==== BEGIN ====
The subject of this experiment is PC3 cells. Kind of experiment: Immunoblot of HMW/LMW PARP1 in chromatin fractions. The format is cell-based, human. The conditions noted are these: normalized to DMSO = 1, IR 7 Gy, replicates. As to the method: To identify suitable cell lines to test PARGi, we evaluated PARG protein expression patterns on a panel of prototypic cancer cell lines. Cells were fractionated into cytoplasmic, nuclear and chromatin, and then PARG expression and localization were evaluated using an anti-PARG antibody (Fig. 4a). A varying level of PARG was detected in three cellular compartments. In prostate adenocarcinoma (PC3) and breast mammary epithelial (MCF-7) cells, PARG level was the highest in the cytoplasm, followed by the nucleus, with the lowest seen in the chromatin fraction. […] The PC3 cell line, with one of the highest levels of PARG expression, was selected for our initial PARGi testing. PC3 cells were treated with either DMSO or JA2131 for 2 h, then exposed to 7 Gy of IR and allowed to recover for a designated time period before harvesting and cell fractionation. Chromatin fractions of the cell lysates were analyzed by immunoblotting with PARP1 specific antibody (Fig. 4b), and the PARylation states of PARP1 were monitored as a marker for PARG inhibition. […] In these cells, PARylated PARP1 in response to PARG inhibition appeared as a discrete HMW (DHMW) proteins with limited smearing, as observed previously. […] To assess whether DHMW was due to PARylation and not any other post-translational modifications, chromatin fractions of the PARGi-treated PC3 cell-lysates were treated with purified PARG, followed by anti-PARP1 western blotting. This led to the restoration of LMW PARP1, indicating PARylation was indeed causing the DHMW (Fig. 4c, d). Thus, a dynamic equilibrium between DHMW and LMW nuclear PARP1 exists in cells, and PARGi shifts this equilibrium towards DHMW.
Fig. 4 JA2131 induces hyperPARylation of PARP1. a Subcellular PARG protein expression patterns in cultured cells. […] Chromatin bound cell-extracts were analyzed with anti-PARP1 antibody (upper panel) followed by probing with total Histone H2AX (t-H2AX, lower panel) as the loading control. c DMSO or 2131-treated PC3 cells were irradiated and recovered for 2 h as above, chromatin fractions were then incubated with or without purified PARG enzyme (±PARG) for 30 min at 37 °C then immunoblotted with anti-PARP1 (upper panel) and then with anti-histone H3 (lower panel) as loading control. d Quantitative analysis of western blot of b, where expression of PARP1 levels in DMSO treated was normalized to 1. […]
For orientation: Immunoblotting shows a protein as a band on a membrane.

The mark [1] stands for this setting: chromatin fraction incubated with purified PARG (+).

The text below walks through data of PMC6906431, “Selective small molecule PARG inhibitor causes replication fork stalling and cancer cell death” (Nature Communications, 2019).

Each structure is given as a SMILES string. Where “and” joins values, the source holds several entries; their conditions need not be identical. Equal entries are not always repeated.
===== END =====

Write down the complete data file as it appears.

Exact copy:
The subject of this experiment is PC3 cells. Kind of experiment: Immunoblot of HMW/LMW PARP1 in chromatin fractions. The format is cell-based, human. The conditions noted are these: normalized to DMSO = 1, IR 7 Gy, replicates. As to the method: To identify suitable cell lines to test PARGi, we evaluated PARG protein expression patterns on a panel of prototypic cancer cell lines. Cells were fractionated into cytoplasmic, nuclear and chromatin, and then PARG expression and localization were evaluated using an anti-PARG antibody (Fig. 4a). A varying level of PARG was detected in three cellular compartments. In prostate adenocarcinoma (PC3) and breast mammary epithelial (MCF-7) cells, PARG level was the highest in the cytoplasm, followed by the nucleus, with the lowest seen in the chromatin fraction. […] The PC3 cell line, with one of the highest levels of PARG expression, was selected for our initial PARGi testing. PC3 cells were treated with either DMSO or JA2131 for 2 h, then exposed to 7 Gy of IR and allowed to recover for a designated time period before harvesting and cell fractionation. Chromatin fractions of the cell lysates were analyzed by immunoblotting with PARP1 specific antibody (Fig. 4b), and the PARylation states of PARP1 were monitored as a marker for PARG inhibition. […] In these cells, PARylated PARP1 in response to PARG inhibition appeared as a discrete HMW (DHMW) proteins with limited smearing, as observed previously. […] To assess whether DHMW was due to PARylation and not any other post-translational modifications, chromatin fractions of the PARGi-treated PC3 cell-lysates were treated with purified PARG, followed by anti-PARP1 western blotting. This led to the restoration of LMW PARP1, indicating PARylation was indeed causing the DHMW (Fig. 4c, d). Thus, a dynamic equilibrium between DHMW and LMW nuclear PARP1 exists in cells, and PARGi shifts this equilibrium towards DHMW.
Fig. 4 JA2131 induces hyperPARylation of PARP1. a Subcellular PARG protein expression patterns in cultured cells. […] Chromatin bound cell-extracts were analyzed with anti-PARP1 antibody (upper panel) followed by probing with total Histone H2AX (t-H2AX, lower panel) as the loading control. c DMSO or 2131-treated PC3 cells were irradiated and recovered for 2 h as above, chromatin fractions were then incubated with or without purified PARG enzyme (±PARG) for 30 min at 37 °C then immunoblotted with anti-PARP1 (upper panel) and then with anti-histone H3 (lower panel) as loading control. d Quantitative analysis of western blot of b, where expression of PARP1 levels in DMSO treated was normalized to 1. […]
For orientation: Immunoblotting shows a protein as a band on a membrane.

The mark [1] stands for this setting: chromatin fraction incubated with purified PARG (+).

The text below walks through data of PMC6906431, “Selective small molecule PARG inhibitor causes replication fork stalling and cancer cell death” (Nature Communications, 2019).

Each structure is given as a SMILES string. Where “and” joins values, the source holds several entries; their conditions need not be identical. Equal entries are not always repeated.